They are already obstructing justice in this as much as they can. When women ex-partners of undercover cops had a hearing a couple of months ago trying to get their human rights claim heard in open court, the police were refusing to even admit Mark Kennedy was a police officer. (The court decided that the human rights claim will be heard in a secret tribunal where only the police and judge are present and the women's lawyers don't get to see what evidence the police present or omit.)


This isn't just about fitting up hundreds of political activists and ruining lives with wrongful criminal records. It's also about spying on Stephen Lawrence's family and other black justice campaigns to undermine them. It's about the dozens of women who were psychologically and sexually abused by undercover officers, some left with children to raise alone. It's about the bereaved families whose dead childrens' identities were stolen by officers, putting the family at risk of retribution from criminals who thought they had twigged who the mole in their operation was. It's about the blacklisting of thousands of trade unionists on an illegal database with information supplied by police officers.

Beyond all that, it's about whatever was done by the other 90% of these officers who we don't yet know about.

Self-investigations will say 'mistakes were made, nothing systemic or malicious, lessons learned, move along, nothing to see'. There needs to be an open public inquiry conducted in a manner that is trusted by all sides. It needs to deliver justice commensurate with the wrongdoing that it investigates. The Hillsborough Independent Panel showed that such a thing is possible. Anything less is either a failure to understand the enormity of what was done, or else a deliberate obstruction to conceal the truth and stifle justice, yet again.

Friday, January 03, 2014

We Are More Possible Than You Can Powerfully Imagine

The problem with working for social change is that you never know if you're wasting your time. Only hindsight, and almost always a considerable quantity of it, can give you clues.

Every successful campaign - indeed, most historical events - gets tainted by our perspective that includes the time between then and now. It makes it look as if what happened was fated and inevitable. Conversely, things that failed appear as if they were always doomed and those involved were daft to have even tried.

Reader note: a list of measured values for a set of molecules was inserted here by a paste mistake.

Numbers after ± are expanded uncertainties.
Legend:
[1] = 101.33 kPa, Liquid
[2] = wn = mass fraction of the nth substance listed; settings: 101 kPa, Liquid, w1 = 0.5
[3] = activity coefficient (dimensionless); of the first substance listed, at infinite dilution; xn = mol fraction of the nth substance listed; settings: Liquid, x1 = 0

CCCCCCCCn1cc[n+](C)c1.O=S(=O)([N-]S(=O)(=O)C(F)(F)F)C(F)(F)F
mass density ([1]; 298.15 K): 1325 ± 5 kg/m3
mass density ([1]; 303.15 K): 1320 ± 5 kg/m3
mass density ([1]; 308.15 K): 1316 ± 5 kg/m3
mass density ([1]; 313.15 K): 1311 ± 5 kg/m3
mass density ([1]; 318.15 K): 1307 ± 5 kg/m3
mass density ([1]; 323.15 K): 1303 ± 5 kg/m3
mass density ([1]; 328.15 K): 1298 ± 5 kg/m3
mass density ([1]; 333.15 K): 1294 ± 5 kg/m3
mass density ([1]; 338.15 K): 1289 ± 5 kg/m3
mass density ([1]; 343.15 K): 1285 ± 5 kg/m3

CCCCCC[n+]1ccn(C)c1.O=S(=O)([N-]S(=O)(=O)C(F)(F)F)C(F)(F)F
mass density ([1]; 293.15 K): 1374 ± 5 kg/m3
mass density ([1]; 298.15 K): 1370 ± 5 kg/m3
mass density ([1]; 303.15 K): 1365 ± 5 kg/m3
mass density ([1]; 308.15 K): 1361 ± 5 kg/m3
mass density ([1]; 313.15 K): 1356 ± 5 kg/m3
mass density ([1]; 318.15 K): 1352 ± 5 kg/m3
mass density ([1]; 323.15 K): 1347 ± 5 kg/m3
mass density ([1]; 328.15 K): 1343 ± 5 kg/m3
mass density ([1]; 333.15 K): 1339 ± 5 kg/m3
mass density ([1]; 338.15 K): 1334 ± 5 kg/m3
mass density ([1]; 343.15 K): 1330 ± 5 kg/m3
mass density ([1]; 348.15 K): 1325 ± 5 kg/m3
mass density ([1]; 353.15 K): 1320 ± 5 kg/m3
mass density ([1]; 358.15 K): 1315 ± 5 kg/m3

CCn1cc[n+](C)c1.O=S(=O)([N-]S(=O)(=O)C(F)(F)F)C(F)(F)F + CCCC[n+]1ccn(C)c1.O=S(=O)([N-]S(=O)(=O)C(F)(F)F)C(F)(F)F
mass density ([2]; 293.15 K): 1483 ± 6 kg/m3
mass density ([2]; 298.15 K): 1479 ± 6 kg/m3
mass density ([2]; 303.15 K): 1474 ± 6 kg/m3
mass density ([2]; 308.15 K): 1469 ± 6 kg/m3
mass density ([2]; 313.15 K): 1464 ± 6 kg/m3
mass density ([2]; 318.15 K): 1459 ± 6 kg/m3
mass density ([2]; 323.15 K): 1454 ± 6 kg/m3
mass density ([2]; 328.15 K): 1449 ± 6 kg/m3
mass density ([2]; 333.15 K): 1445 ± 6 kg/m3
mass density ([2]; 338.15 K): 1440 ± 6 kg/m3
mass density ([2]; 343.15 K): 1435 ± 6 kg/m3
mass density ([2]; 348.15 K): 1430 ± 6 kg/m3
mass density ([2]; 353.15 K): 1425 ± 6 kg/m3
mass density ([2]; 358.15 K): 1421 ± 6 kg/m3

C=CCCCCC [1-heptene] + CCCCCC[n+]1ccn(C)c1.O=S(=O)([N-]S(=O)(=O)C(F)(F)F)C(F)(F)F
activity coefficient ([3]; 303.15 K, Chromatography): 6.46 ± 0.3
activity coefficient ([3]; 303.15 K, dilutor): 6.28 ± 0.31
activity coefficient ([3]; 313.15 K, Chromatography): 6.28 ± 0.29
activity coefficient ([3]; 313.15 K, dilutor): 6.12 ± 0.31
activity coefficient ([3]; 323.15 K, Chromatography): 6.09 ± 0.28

When you read what the contemporaneous mainstream voices invested in the status quo said about, say, the Suffragettes or the civil rights movement, you get a very different view. Likewise,when we get to peer into the minds and deeds of the winners we find that they didn't see themselves with certainty either.

Cabinet papers from the 1984 Miners' Strike released today show the government was readying itself to declare a State of Emergency and, against stated government policy, use troops to move coal. Even with that on the table they weren't entirely confident.

Minutes of the secret cabinet committee, Misc 101, reveal Thatcher and her closest ministers were unsure of what to do: "It was not clear how far a declaration of a state of emergency would be interpreted as a sign of determination by the government or a sign of weakness, nor to what extent to which it would increase docker support for the miners' strike."

In 1952 the government built itself a bolthole in case of nuclear attack. These days it's a weird tourist attraction, which has given rise to hilarious roadsigns.

A guide book to bizarre days out, Bollocks To Alton Towers, explains.

The Secret Nuclear Bunker at Kelvedon Hatch easily qualifies as The World's Most Terrifying Bungalow. It's a place made all the more extraordinary for its very ordinary setting, on a country lane between Chipping Ongar, once the furthest outpost of the Central Line, and Brentwood, infamously crowned The Most Boring Town In Britain.